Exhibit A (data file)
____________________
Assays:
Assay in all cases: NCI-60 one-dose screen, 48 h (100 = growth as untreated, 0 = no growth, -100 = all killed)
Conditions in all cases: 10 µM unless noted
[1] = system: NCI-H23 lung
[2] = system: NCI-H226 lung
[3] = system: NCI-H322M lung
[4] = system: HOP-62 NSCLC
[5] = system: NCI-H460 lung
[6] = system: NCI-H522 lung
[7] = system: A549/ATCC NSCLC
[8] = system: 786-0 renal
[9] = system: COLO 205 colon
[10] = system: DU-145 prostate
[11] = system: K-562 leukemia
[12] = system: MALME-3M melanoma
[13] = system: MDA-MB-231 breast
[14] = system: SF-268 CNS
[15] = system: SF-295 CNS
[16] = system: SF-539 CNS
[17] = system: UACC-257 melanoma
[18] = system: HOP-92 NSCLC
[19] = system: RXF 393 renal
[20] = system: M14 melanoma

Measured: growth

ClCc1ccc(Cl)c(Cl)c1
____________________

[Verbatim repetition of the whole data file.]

Assays:
Assay in all cases: NCI-60 one-dose screen, 48 h (100 = growth as untreated, 0 = no growth, -100 = all killed)
Conditions in all cases: 10 µM unless noted
[1] = system: NCI-H23 lung
[2] = system: NCI-H226 lung
[3] = system: NCI-H322M lung
[4] = system: HOP-62 NSCLC
[5] = system: NCI-H460 lung
[6] = system: NCI-H522 lung
[7] = system: A549/ATCC NSCLC
[8] = system: 786-0 renal
[9] = system: COLO 205 colon
[10] = system: DU-145 prostate
[11] = system: K-562 leukemia
[12] = system: MALME-3M melanoma
[13] = system: MDA-MB-231 breast
[14] = system: SF-268 CNS
[15] = system: SF-295 CNS
[16] = system: SF-539 CNS
[17] = system: UACC-257 melanoma
[18] = system: HOP-92 NSCLC
[19] = system: RXF 393 renal
[20] = system: M14 melanoma

Measured: growth

ClCc1ccc(Cl)c(Cl)c1